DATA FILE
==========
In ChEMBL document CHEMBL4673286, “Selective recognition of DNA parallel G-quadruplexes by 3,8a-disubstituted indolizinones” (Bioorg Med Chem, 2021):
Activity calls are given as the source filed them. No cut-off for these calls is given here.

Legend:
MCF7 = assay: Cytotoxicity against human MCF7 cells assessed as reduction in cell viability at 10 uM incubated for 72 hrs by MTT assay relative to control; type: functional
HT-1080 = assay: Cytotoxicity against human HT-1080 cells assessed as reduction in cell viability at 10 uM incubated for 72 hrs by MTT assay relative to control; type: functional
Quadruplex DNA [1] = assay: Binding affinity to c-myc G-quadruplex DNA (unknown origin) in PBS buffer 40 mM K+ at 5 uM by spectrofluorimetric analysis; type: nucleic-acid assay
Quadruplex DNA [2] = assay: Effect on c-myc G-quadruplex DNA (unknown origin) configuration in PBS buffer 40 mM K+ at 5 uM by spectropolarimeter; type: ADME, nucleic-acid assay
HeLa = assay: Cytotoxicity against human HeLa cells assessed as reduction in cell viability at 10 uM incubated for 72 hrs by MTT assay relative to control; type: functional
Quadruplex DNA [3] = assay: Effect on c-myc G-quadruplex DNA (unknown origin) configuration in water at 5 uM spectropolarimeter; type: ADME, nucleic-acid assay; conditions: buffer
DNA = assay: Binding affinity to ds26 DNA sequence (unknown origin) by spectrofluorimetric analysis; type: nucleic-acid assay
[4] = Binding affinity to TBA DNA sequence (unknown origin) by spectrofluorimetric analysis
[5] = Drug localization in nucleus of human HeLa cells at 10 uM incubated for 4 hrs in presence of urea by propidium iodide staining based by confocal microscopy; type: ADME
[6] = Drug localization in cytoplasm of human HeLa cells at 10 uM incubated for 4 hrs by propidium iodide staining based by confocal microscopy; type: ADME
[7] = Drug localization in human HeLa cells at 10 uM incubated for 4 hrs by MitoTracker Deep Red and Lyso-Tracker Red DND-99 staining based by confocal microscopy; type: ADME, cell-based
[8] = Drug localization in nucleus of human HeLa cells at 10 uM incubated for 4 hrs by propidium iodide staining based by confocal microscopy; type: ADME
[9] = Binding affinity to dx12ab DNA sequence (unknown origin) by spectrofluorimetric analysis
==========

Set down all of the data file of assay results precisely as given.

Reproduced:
In ChEMBL document CHEMBL4673286, “Selective recognition of DNA parallel G-quadruplexes by 3,8a-disubstituted indolizinones” (Bioorg Med Chem, 2021):
Activity calls are given as the source filed them. No cut-off for these calls is given here.

Legend:
MCF7 = assay: Cytotoxicity against human MCF7 cells assessed as reduction in cell viability at 10 uM incubated for 72 hrs by MTT assay relative to control; type: functional
HT-1080 = assay: Cytotoxicity against human HT-1080 cells assessed as reduction in cell viability at 10 uM incubated for 72 hrs by MTT assay relative to control; type: functional
Quadruplex DNA [1] = assay: Binding affinity to c-myc G-quadruplex DNA (unknown origin) in PBS buffer 40 mM K+ at 5 uM by spectrofluorimetric analysis; type: nucleic-acid assay
Quadruplex DNA [2] = assay: Effect on c-myc G-quadruplex DNA (unknown origin) configuration in PBS buffer 40 mM K+ at 5 uM by spectropolarimeter; type: ADME, nucleic-acid assay
HeLa = assay: Cytotoxicity against human HeLa cells assessed as reduction in cell viability at 10 uM incubated for 72 hrs by MTT assay relative to control; type: functional
Quadruplex DNA [3] = assay: Effect on c-myc G-quadruplex DNA (unknown origin) configuration in water at 5 uM spectropolarimeter; type: ADME, nucleic-acid assay; conditions: buffer
DNA = assay: Binding affinity to ds26 DNA sequence (unknown origin) by spectrofluorimetric analysis; type: nucleic-acid assay
[4] = Binding affinity to TBA DNA sequence (unknown origin) by spectrofluorimetric analysis
[5] = Drug localization in nucleus of human HeLa cells at 10 uM incubated for 4 hrs in presence of urea by propidium iodide staining based by confocal microscopy; type: ADME
[6] = Drug localization in cytoplasm of human HeLa cells at 10 uM incubated for 4 hrs by propidium iodide staining based by confocal microscopy; type: ADME
[7] = Drug localization in human HeLa cells at 10 uM incubated for 4 hrs by MitoTracker Deep Red and Lyso-Tracker Red DND-99 staining based by confocal microscopy; type: ADME, cell-based
[8] = Drug localization in nucleus of human HeLa cells at 10 uM incubated for 4 hrs by propidium iodide staining based by confocal microscopy; type: ADME
[9] = Binding affinity to dx12ab DNA sequence (unknown origin) by spectrofluorimetric analysis